We aren't as bad off as you may think

Published 2:24 am Monday, May 15, 2006

By By Tray Smith
With gas prices hovering at around $2.70 a gallon, a large national trade deficit, and a federal budget deficit predicted to reach $400 billion this year, most people have formed a negative perception of our economy. Unfortunately, the public has come to rely on political rhetoric and prices instead of traditional economic indicators to reflect on economic growth. While rapidly increasing gas prices may eventually have a negative economic toll, they haven't thus far. Studies increasingly show that budget and trading deficits have little effect on our overall economic growth. And a steady stream of positive economic news has been making its way into the headlines.
The truth is, our economy is strong and it is growing stronger. Unemployment, currently standing at 4.7%, is lower than the average rate of the 1960's, 1970's, 1980's and 1990's. Last quarter, we experienced an economic growth rate of 4.8% on top of a 3.5% growth rate during 2005. Hourly compensation increased by 5.7% during the first quarter. Over the past year, two million jobs have been created, including 138,000 in April.
Of course, all of these statistics are meaningless unless we have tangible economic growth in our own area. Atmore was hit hard by the last recession. However, now one can rarely pick up the newspaper without seeing signs of growth. Some of those signs include: Pepsi is expanding onto the Jerry's Hardware property, Jerry's Hardware is relocating, United Bank has just reopened after going through a major renovation and First National Bank is currently undergoing a dramatic facelift, Swift Supply is expanding, Muskogee Metal Works has received over $8 million in new contracts, Walgreen's is moving onto the David's Catfish property, David's is building a new complex for itself, Roasters Gallery and K&E Pets have recently opened on Ridgeley Street, Burkes Outlet and Moore's have each moved into larger locations, and several other developments for which I do not have room have been announced.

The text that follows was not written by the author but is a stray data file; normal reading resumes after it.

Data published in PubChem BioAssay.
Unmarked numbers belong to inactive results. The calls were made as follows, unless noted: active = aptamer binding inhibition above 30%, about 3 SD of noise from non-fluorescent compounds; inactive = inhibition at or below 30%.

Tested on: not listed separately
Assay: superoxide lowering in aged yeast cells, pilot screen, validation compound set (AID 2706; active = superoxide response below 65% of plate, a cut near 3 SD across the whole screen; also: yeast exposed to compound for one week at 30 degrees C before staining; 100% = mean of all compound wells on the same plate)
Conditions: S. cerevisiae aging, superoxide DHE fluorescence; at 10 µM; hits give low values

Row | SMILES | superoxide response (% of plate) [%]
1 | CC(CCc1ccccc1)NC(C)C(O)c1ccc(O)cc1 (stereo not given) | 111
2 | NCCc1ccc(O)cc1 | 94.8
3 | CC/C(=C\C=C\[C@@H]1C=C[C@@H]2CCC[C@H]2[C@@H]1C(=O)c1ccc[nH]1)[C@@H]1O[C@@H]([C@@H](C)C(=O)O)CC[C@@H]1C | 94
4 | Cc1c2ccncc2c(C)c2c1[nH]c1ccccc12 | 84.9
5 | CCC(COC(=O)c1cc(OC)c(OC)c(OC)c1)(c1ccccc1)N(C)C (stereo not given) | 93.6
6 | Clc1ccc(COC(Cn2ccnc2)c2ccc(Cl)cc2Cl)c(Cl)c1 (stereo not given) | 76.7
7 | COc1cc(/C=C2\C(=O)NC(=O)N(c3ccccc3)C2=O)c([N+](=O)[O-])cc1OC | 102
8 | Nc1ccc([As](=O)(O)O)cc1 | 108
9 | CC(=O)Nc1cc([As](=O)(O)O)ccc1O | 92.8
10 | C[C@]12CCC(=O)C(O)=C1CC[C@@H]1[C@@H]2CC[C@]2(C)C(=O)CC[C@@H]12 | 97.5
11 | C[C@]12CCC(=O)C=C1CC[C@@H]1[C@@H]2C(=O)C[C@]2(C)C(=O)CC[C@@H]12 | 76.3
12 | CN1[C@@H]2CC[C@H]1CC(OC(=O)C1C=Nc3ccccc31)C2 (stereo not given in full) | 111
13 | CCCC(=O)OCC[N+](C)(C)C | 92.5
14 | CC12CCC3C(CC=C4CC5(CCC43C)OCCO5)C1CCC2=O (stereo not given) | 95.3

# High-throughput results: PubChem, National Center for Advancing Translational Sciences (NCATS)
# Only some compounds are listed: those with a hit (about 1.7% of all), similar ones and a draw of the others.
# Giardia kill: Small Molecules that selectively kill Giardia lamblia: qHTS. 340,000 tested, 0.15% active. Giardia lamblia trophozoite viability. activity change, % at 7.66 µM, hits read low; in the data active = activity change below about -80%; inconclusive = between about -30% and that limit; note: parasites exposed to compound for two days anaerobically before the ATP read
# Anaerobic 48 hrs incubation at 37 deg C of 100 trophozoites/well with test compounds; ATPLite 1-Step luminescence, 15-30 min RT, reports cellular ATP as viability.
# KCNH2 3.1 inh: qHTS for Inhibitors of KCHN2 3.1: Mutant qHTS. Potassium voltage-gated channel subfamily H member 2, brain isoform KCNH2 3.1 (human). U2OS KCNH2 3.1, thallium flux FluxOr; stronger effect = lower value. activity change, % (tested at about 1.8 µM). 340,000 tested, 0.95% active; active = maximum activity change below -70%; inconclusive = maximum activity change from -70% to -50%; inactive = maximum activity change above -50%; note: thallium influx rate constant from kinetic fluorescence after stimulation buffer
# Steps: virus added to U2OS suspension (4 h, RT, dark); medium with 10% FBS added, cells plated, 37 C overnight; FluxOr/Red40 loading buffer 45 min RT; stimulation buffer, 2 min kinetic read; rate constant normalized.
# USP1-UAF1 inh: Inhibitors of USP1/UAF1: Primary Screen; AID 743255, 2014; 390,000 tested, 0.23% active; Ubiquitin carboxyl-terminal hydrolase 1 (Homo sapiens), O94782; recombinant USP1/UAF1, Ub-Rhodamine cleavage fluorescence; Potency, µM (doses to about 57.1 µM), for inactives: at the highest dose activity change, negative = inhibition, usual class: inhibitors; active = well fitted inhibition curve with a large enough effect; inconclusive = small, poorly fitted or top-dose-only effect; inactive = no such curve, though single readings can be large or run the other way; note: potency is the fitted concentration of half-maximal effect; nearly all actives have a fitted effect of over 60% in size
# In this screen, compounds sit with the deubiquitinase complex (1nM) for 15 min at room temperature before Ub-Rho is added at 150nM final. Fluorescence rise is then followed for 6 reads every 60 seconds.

Instead of complaining about all of the things going wrong with our economy, we should begin thinking about all of the jobs and capital being created in our own community. Throughout our state growth is even more astounding, as we continue to expand into the automotive sector and the European aeronautics company EADS is preparing to open in Mobile.
This growth is not the result of complacency by our national leaders. After 9/11, our economy went into shock. The pain was increased by a string of corporate accounting scandals and the dot-com bubble bust. The ensuing war on terror and increased fear of attack continued to cause stagnant economic growth. Still today, our operations in Iraq and Afghanistan are straining our national budget and instability in the Middle East is putting a premium on gas prices.
However, President Bush and Republicans in Congress responded with large tax cuts that provided relief to businesses and families across America. The United States House of Representatives voted on Wednesday to rightfully extend several of those cuts through 2010, which will yield a total value of $70 billion to the taxpayer. In a time when the Republicans have been eaten by incompetence, they have finally gotten something right. The package includes preserving a lower rate for capital gains and dividends and the continuation of alternative minimum tax relief. For the past three years, lower tax rates have created more wealth, more capital, and more jobs for America, and by extending the tax relief, Congress will extend the economic growth.
While Democrats contend that the tax cuts are for the rich and will cause an enlarged deficit, that is like a person justifying bankruptcy because his boss did not pay him enough. Deficits in Washington, just like deficits in homes, are caused by spending.
Furthermore, increased economic growth caused by tax reductions will cause the deficit to decrease. That is because lower tax rates on a larger economy yield more government revenues than high tax rates on a small economy. While people of all classes will benefit from the tax reductions, when any class increases the amount of money it is willing to invest, all classes benefit from more jobs and more wealth.
I must also add that Governor Riley has put together a top-notch economic development team that has yielded positive results for our entire state. He has recently signed a tax cut bill that will help the working class keep more of their own money. Here in Atmore, our Chamber of Commerce has done a fabulous job welcoming new businesses into town, and Mayor Shell deserves high praise for his personal efforts to bring jobs to Atmore. Congressman Bonner has continuously supported lower taxes. At each and every level of government, the people we in Atmore have elected are handling our economy well. We should be thankful for the service of them all. That is the bottom line.
Tray Smith is a freshman at Escambia Academy. He may be reached for comment at tsmith_90@hotmail.com.

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